The Poyndestre family name is a legacy Britain's Norman past. It comes from the Old French "poing destre," meaning "right fist;" and as such is thought to have originally been some kind of nickname.
Early Origins of the Poyndestre family
The surname Poyndestre was first found in on the Island of Jersey where the earliest record of the names was of Geoffrey and Raoul Poingdestre as land owners in Jersey in 1250. Looking back further, the Pipe Rolls
of the Exchequer of Normandy
for the Reign of Henry ll, 1180 and 1184 list Ricardus Poingdestre, in the Bayeux District of the Bessin in Normandy
(Lower Normandy) in 1180 and in 1195. Another reference confirms this entry but has modernized the spelling to Richard Poindestre and confirmed the year 1180. CITATION[CLOSE]
The Norman People and Their Existing Descendants in the British Dominions and the United States Of America. Baltimore: Genealogical Publishing, 1975. Print. (ISBN 0-8063-0636-X)
Early History of the Poyndestre family
This web page shows only a small excerpt of our Poyndestre research.Another 87 words (6 lines of text) covering the years 1609 and 1691 are included under the topic Early Poyndestre History in all our PDF Extended History products and printed products wherever possible.
Poyndestre Spelling Variations
in names were a common occurrence in the eras before English spelling was standardized a few hundred
years ago. In the Middle Ages, even the literate regularly changed the spellings of their names as the English language incorporated elements of French, Latin, and other European languages. Many variations of the name Poyndestre have been found, including Poindexter, Poingdester, Poingdestre, Puddister and many more.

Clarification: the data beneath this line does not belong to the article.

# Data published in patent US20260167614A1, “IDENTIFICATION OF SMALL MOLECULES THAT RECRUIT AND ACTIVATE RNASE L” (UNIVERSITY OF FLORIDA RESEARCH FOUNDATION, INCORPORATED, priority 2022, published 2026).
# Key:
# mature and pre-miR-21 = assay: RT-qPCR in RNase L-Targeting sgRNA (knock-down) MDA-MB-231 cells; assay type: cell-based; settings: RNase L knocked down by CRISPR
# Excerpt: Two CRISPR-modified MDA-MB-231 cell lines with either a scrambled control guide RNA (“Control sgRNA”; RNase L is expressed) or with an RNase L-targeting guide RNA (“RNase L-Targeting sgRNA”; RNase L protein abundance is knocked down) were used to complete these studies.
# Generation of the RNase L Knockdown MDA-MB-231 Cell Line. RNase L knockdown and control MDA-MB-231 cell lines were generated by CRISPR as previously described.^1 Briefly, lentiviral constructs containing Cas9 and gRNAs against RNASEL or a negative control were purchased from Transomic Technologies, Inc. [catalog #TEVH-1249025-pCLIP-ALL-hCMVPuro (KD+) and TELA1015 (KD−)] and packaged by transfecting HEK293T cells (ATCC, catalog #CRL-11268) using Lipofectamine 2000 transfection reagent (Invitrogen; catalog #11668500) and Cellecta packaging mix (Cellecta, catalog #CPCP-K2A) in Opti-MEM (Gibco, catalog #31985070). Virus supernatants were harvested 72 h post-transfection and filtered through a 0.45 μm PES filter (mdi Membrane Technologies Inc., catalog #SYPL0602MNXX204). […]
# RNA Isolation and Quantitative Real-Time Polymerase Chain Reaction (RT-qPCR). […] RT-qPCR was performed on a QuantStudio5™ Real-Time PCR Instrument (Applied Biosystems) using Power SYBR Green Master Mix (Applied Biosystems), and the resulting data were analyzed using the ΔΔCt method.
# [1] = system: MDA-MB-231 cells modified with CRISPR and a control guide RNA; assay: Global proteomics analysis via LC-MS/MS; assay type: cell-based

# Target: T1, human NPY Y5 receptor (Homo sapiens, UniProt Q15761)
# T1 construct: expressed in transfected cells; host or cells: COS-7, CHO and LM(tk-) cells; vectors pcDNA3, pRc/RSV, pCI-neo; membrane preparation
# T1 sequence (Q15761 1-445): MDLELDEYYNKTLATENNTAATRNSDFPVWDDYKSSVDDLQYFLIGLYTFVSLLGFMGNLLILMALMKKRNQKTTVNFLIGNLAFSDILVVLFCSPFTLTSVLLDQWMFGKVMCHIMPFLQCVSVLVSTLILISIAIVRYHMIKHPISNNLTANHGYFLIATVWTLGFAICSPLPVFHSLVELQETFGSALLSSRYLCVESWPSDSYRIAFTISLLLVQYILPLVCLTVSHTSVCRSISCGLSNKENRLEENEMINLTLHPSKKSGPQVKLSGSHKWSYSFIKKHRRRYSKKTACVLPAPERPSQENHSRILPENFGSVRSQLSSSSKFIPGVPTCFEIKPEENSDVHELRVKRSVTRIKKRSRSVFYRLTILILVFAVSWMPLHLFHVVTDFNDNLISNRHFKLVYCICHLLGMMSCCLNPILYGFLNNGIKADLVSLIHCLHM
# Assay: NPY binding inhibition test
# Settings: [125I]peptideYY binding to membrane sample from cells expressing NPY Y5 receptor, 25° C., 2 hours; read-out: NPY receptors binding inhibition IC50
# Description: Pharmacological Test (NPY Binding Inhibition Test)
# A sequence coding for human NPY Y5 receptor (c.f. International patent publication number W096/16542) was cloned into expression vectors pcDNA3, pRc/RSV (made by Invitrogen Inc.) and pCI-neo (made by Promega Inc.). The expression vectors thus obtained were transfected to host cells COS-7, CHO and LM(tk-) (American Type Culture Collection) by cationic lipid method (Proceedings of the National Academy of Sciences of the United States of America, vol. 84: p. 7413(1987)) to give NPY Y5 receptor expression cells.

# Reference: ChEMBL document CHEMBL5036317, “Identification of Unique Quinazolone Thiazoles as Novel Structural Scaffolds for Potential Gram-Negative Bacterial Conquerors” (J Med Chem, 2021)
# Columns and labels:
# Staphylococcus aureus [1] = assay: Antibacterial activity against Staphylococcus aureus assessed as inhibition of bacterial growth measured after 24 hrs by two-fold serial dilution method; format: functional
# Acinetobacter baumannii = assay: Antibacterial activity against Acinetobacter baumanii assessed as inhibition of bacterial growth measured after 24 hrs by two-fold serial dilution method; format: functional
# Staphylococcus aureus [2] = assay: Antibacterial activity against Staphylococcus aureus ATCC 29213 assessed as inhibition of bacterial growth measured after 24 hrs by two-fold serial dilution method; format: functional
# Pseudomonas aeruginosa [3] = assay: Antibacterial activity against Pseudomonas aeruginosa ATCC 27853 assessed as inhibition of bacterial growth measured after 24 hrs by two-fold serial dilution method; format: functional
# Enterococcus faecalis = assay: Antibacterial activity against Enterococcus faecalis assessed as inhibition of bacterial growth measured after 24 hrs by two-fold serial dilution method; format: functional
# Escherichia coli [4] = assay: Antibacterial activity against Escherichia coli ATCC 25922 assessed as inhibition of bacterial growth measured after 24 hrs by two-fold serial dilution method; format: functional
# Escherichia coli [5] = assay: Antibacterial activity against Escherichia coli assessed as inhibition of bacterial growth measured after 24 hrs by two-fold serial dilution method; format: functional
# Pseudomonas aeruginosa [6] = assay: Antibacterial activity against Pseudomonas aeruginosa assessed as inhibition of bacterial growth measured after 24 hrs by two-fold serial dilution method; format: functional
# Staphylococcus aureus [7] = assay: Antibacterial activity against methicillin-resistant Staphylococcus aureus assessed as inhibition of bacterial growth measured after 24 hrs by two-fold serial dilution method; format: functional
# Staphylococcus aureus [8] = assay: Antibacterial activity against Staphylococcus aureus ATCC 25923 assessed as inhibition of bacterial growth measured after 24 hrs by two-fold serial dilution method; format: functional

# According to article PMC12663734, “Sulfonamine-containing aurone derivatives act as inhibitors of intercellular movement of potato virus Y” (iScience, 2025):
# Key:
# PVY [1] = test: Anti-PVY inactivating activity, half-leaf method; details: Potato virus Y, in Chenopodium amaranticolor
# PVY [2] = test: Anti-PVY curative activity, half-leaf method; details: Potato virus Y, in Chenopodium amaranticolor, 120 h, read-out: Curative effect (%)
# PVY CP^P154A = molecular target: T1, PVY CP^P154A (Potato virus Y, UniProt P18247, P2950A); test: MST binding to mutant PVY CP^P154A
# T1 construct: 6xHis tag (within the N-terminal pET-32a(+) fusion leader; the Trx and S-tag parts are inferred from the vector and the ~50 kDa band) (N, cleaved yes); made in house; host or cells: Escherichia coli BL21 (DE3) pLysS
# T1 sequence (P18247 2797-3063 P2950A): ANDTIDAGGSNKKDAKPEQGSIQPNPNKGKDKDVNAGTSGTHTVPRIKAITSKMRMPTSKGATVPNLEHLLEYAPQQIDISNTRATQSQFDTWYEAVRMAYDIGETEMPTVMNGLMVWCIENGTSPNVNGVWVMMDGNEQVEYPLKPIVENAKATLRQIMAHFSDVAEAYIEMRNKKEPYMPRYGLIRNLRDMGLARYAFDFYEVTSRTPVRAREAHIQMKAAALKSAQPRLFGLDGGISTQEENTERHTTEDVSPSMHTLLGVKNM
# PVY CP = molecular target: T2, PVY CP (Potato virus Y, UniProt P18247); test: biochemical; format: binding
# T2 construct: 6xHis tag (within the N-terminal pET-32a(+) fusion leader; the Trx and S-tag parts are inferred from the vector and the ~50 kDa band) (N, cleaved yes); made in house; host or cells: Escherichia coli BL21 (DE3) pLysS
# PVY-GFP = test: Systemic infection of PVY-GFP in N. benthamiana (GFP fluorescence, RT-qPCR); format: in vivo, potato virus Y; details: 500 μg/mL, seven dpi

Early Notables of the Poyndestre family (pre 1700)
Another 32 words (2 lines of text) are included under the topic Early Poyndestre Notables in all our PDF Extended History products and printed products wherever possible.
Migration of the Poyndestre family to the New World and Oceana
For many English families, the social climate in England
was oppressive and lacked opportunity for change. For such families, the shores of Ireland
, and the New World beckoned. They left their homeland at great expense in ships that were overcrowded and full of disease. Many arrived after the long voyage sick, starving, and without a penny. But even those were greeted with greater opportunity than they could have experienced back home. Numerous English settlers who arrived in the United States and Canada at this time went on to make important contributions to the developing cultures of those countries. Many of those families went on to make significant contributions to the rapidly developing colonies in which they settled. Early North American records indicate many people bearing the name Poyndestre were among those contributors: George Poindexter, progenitor of a distinguished American family, originally of the Island of Jersey, who settled in Virginia in 1650; Jacob Poindexter, who came to Salem, MA sometime between 1600 and 1692.
The Poyndestre Motto
The motto was originally a war cry or slogan. Mottoes first began to be shown with arms in the 14th and 15th centuries, but were not in general use until the 17th century. Thus the oldest coats of arms generally do not include a motto. Mottoes seldom form part of the grant of arms: Under most heraldic authorities, a motto is an optional component of the coat of arms, and can be added to or changed at will; many families have chosen not to display a motto.
Motto: Nemo me impune lacessit
Motto Translation: No one provokes me with impunity.